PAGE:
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By KATARINA MANOS
The lads of Arctic Monkeys have come a long way since Sheffield. Playing their first headlining show in Los Angeles since 2018 — aside from a quick stop at Primavera Sound LA Festival last September — the band sold out the first of three consecutive nights at the Kia Forum. Supporting their seventh studio album, “The Car,” the British four-piece, alongside their Irish opening act Fontaines D.C., proved that no stage is too big to hold back a band continually refusing to rest on their laurels.
After nearly two decades as a band, Arctic Monkeys have famously reinvented themselves every few albums, and their most recent stage design and set-up encapsulates that. Now backed by three touring musicians jumping between keyboards, drums, tambourines and guitars, the Monkeys performed on a stage designed like an early ’70s talk show. Cameras placed around the stage recorded band members through a retro, filmic lens as they sang through vintage-looking microphones and played through mid-century speakers. Lead singer Alex Turner, who has grown into his most confident and comfortable self onstage, often looked directly into these cameras as if prepared to give a wry monologue on a late-night show.
In a move that ended up capturing the spirit of the entire set, the band opened with a measured rendition of “The Cars’ “Sculptures of Anything Goes” before exploding into the electrifying “Brianstorm” from 2007’s “Favourite Worst Nightmare.” While many have argued that Arctic Monkeys have evolved so beyond their core sound — namely, starting out as a guitar-forward rock band and transforming into a more restrained lounge act — it’s clear that the band makes no such distinction when performing live. Turner strutted across the stage with equal confidence when crooning along to “Tranquility Base Hotel & Casino” as he did swinging his hips when singing about “Arabella.”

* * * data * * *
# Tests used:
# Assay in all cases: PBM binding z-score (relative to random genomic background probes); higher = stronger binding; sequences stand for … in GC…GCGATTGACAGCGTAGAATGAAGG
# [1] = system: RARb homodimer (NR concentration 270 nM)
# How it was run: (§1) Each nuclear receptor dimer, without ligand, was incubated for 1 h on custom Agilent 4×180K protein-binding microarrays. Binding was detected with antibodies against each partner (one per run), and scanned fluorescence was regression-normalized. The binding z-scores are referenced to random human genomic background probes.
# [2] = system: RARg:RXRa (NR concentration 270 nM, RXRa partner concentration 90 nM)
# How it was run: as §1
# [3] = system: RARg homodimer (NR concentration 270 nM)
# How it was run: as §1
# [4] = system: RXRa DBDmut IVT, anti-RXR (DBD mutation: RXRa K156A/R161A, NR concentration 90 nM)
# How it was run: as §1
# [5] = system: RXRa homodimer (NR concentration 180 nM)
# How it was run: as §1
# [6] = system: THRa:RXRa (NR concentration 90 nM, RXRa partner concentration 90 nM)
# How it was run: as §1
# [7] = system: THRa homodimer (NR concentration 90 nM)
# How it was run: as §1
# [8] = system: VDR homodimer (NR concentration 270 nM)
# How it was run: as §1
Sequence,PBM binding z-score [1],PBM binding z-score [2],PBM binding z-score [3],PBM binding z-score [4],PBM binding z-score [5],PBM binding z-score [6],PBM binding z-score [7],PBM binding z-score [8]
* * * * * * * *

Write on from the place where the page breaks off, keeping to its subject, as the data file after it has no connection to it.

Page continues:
In step with Turner’s charismatic presence, drummer Matt Helders proved at the Kia Forum that he’s still at the top of his game. He pulled out complicated drum configurations with ease while also providing backing vocals for tracks like “Snap Out Of It” and “Arabella.” His energy and vigor was even strong enough to snap a drumstick that flew through the air during “Pretty Visitors,” and he still somehow didn’t miss a beat. Bassist Nick O’Malley really popped during a funky, extended intro to “Knee Socks” that had nearly everyone in the pit screaming. Guitarist Jamie Cook shined most during the downright erotic guitar solo in “Arabella” and heart-thumping “Do I Wanna Know?” With every lift of his guitar and small whip of his hair, Cook elevated each riff with style.